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Re: gcc visibility used by moz


Joe Buck <Joe.Buck@synopsys.COM> writes:

> On Thu, Jul 13, 2006 at 03:41:29PM +0200, Gabriel Dos Reis wrote:
> > > > I'm not clear about "you can't compare them".
> > > > 
> > > > Surely, I can take the address of typeid(S) and pass it around to
> > > > a function in another translation unit.  I can do
> > > > typeinfo1->before(*typeinfo2), where typeinfo1 and typeinfo2 comes
> > > > from two such different translation units.
> > > > 
> > > > How the current visibility framework prevent that from happening?
> 
> Joe Buck <Joe.Buck@synopsys.COM> writes:
> > > By a note in the documentation telling the user "don't do that".
> 
> On Fri, Jul 14, 2006 at 11:34:18AM -0700, Geoffrey Keating wrote:
> > No, there's no such note.  The answer is that the two typeids have
> > different addresses, so one will be before the other, depending on
> > where the shared libraries got loaded, just as if the classes had
> > different names.
> 
> We're in complete agreement.  What I meant was to say that if Gaby is
> worried over user confusion on this point, we'd add a warning that
> the result isn't defined, but I expressed it in a sloppy way.  I know
> that the documentation currently says nothing on the matter.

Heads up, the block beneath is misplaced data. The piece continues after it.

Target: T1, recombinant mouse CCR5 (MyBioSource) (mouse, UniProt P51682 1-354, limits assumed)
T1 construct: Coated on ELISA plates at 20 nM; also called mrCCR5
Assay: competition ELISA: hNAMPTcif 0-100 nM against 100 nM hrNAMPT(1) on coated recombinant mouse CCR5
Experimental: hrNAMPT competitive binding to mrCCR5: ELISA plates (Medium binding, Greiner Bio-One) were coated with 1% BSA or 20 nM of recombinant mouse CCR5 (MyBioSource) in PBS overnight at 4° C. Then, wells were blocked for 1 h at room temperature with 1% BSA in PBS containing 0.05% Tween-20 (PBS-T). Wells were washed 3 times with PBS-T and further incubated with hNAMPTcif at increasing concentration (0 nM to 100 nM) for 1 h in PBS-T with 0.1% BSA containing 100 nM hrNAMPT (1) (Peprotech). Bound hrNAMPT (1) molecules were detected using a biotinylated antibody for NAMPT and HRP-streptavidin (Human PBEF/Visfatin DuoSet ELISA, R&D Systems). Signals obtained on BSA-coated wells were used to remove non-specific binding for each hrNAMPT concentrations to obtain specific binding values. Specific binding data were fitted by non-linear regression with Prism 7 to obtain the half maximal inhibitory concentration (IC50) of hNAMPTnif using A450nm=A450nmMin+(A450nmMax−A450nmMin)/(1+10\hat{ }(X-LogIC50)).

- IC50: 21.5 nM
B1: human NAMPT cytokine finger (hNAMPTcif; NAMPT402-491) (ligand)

Oh, I see.

The definition for 'before' in the standard says

> true if *this precedes rhs in the implementation's collation order.

and 'collation order' is not-specified as:

> The names, encoding rule, and collating sequence for types are all
> unspecified and may differ between programs.

I guess we could say that even for the same binary, the collating
sequence still might differ between runs of the binary (on systems
like Linux where the library load addresses vary randomly); or you
could just try to fit that under the definition of a 'program'.

However, this is not a visibility-related issue, since the exact same
thing happens even if you don't use any visibility control at all, and
just have two differently-named classes in different shared objects.


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